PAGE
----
Institutional Explanations In light of the unresolved academic debates concerning causes and consequences of CER efforts and the conflicting empirical evidence generated, political-institutional explanations promise to provide an alternative to accounts relying exclusively on competitive market pressures (Scott 1987). In his influential work, Institutions, institutional change, and economic performance, North defines formal and informal institutions as ―the rules of the game in a society‖ (North 1990). In a later work, he adds that ―[i]f institutions are the rules of the game, organizations and their entrepreneurs are the players. Organizations are made up of groups of individuals bound together by some common purpose to achieve certain objectives. Organizations include political bodies (e.g., political parties, the Senate, a city council, regulatory bodies), economic bodies (e.g., ﬁrms, trade unions, family farms, and cooperatives), social bodies (e.g., churches, clubs, and athletic associations) and educational bodies (e.g., schools, universities, vocational centers)‖ North (1998, p. 81). Institutions endure because they become ‗taken-for-granted‘ through repeated use and interaction or ‗legitimate‘ through the endorsement of some authoritative or powerful individual or organization. Institutions are not static, but their evolution generally processes in an incremental manner. This allows for a relatively clear-cut distinction between different national systems according to the characteristics of their respective long-lasting institutional frameworks (Clemens and Cook 1999, 445). North‘s argument that variation in longstanding, historically entrenched institutions must be incorporated into neo-classical theory, because it facilitates the creation of different organizations and strategies by the actors in each system, lends itself to extrapolation to the study of MNCs‘ corporate responsibility efforts. One of the more recent institutionalist theoretical developments is the ―varieties of capitalism‖ literature. Spearheaded by Hall and Soskice, it focuses on how state, market and civil society relations are organized differently across capitalist systems and how divergent capitalist models impact business strategy and behavior (Hall and Soskice 2001; Amable 2006; Crouch 2005; Whitley 1998). A number of researchers in this tradition focus on dissimilar economic developments in countries with different institutional frameworks. Pauly and Reich find that ―durable national institutions and distinctive ideological traditions still seem to shape and channel crucial corporate decisions‖ (Pauly and Reich 1997, 1). Aguilera and Jackson add that stakeholder identities and interests vary cross-nationally and that therefore some of the assumptions of agency-oriented analysis are too simplistic (Aguilera and Jackson 2003). According to Gjolberg, ―the global features of corporate responsibility efforts might lead to the assumption that national dynamics are secondary or even irrelevant. However, while CSR might be of a global nature, recent research suggests that it is applied differently across different social, economic, cultural, legal and political contexts‖ (Gjølberg 2009, 10). Despite these insights, very few scholars explicitly root their analysis of corporate responsibility patterns in the established literature on political systems. Even those scholarly works that do so (e.g. Habisch et al. 2005; Matten and Moon 2008; Midttun, Gautesen, and Gjølberg 2006) do not provide large-n statistical analysis of the assumed causal mechanisms at work. As a case in point, Matten and Moon make a powerful theoretical argument that companies from liberal, laissez-faire economies choose more explicit activities than those operating in coordinated market economies (Matten and Moon 2004). However, their study remains limited to a small number of countries, does not address CER, and provides little empirical evidence. In short: There is substantial evidence that institutional frameworks impact the formation of firms‘ national corporate responsibility strategies. However, we are far from a scholarly consensus on the extent of this impact and on how to classify institutional frameworks.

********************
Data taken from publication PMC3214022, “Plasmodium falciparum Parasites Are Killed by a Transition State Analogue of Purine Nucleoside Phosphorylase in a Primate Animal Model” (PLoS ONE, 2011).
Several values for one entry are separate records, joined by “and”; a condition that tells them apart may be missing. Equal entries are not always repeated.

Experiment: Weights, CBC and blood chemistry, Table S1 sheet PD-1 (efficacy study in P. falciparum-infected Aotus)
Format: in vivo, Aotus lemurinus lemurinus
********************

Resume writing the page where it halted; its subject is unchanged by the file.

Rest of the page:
Theory The theoretical argument advanced in this paper follows the institutionalist school of thought and is rooted in the varieties of capitalism approach (Hall & Soskice, 2001): Cross-national differences in MNCs‘ CER strategies can to a significant part be explained by analyzing dissimilarities in historically grown, durable institutional frameworks that shape ―national business systems‖ (Whitley, 1997). The proposed framework explains why we should expect higher corporate CER efforts in less coordinated economies than in more coordinated economies. In doing so, it opposes arguments interpreting contemporary CER efforts as a revival of a socially embedded economy, where one would expect companies operating in traditionally most embedded welfare states with old neo-corporative relations and coordinated market economies to be the strongest performers (Scruggs 1999). At the same time it rejects explanations of corporate responsibility efforts as purely business-driven and detached from political initiative (Matten and Moon 2008) even though it recognizes a significant degree of MNC agency.